An entire body of Jewish mysticism evolved out of this vision.  Called the “Merkabah,” meaning “chariot throne,” the symbolism was carried over into Christian iconography as well, with Ezekiel’s four “living creatures” represented by the four Evangelists or Gospels.  Plate VII-4 is an example.

Westminster Psalter Illumination of Christ
with Symbols of the Four Evangelists
Plate VII-4

Here the majestic Christ, as the Alpha and Omega, is contained within the geometrically-derived vesica pisces.  The symbolic representations of the four gospel/evangelists are in each corner.  The illumination of this twelfth century manuscript is also a prime example of the astrological influences found in the Christian art of earlier centuries.  Aside from the vesica--the fish-shaped intersection of two circles, and its relevance to Pisces—the traditional symbols for the four gospels, (directly derived from Ezekiel’s vision,) coincide with the motifs for the cardinal signs of the Old Testament Age of Aries: with the ox of Taurus assigned to Luke; the lion of Leo to Mark; the eagle, as Scorpio’s alternate motif, assigned to John; and Aquarius—the man, or son of man—to Matthew.  To continue the correspondences, each of the four cardinal signs falls in a different season, and each sign is also assigned one of the four elements. Moreover, each of the elements relates to one of Jung’s four functions, and each function to a direction of the compass, and with the four functions forming a “compass of wholeness.”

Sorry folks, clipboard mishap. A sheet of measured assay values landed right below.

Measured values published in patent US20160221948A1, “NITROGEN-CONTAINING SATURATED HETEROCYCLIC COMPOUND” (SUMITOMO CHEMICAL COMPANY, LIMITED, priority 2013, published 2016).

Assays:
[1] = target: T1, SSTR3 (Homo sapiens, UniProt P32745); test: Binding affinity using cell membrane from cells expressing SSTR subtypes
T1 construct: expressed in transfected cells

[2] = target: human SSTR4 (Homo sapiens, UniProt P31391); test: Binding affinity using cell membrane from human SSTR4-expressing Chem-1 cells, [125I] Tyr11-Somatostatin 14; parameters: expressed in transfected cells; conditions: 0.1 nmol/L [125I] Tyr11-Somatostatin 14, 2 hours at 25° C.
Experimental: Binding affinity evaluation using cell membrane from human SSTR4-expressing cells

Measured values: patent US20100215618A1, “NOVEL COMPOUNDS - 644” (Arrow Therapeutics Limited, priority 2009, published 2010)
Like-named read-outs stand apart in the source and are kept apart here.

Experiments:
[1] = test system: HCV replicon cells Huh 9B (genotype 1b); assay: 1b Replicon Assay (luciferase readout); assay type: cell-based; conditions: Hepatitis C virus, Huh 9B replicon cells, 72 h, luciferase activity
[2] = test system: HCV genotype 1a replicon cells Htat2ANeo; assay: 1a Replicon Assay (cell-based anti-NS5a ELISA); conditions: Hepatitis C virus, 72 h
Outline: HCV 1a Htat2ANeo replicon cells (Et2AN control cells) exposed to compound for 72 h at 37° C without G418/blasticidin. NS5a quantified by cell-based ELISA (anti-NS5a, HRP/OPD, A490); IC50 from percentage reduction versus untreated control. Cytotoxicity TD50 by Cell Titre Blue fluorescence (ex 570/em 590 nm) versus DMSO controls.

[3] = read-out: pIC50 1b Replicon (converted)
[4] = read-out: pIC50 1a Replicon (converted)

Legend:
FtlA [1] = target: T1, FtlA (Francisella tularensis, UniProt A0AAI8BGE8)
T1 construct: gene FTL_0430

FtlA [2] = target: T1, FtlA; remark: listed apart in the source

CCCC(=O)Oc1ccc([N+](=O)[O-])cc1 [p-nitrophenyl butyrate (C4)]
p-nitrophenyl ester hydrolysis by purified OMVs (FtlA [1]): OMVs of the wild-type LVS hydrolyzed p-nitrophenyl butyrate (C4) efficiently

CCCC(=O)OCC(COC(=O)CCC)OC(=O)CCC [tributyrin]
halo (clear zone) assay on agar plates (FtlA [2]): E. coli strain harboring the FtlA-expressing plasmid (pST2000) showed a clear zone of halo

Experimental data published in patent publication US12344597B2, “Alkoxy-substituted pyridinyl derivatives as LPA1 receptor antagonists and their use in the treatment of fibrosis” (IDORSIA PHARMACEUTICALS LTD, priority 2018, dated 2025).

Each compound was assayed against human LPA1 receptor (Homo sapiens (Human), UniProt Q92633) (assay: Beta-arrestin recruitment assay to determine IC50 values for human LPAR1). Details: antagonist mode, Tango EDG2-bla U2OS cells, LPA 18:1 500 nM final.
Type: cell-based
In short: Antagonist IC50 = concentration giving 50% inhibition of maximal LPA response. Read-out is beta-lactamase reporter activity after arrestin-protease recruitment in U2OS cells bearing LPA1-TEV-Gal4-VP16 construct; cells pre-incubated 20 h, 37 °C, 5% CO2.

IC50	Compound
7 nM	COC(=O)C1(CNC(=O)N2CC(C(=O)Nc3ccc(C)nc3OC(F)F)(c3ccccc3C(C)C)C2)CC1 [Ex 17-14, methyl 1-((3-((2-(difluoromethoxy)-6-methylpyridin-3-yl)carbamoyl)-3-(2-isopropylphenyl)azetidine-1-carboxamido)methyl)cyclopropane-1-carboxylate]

Figure VII-1
Compass-of-Wholeness Correspondences

Edinger points to Jung’s use of the image of Ezekiel’s chariot “as the basis for his most complex and differentiated formulation of the Self”: “the unfolding of totality into four parts four times.”  Thus seen, the “chariot theme” corresponds to the “four-square” New Jerusalem of Revelations and which the heavenly city is symbolic of the eternal Self.  For Jung, the symbolism is descriptive of the psychological transformation that comes about as each of the four functions finds expression and integration in a person’s life.  In this way the “compass of wholeness” is activated, but also integrated so as to function in conjunction with each other function and as a whole.

          As previously detailed, the Eastern concept of the creation of the diamond body, sometimes called the "rainbow body," is said to involve a reversal of the circulation of psychic energy.  Moses did something like this when he diverted the Israelites attention from the biting serpents to the bronzed one on the staff, thus lifting their vision and therefore their consciousness from the downward spiral of suffering and death to an upward one of healing and life.  In Merkabah symbolism, the two directions in which energy flows--clockwise and counterclockwise--are imagined as two intersecting tetrahedrons which form a star tetrahedron. This polyhedron is also a three-dimension model of the Star of David.  This conjunction of opposite and intersecting tetrahedrons--one spinning one way and one the other--is understood to create the force by which the “chariot” lifts off.  Similarly, the integration of the masculine and feminine poles of the psyche, which also can be imagined as spinning in opposite directions, simulate a similar circulation of psychic energy, and analogously, provide the thrust for ascending to a higher level or dimension of consciousness.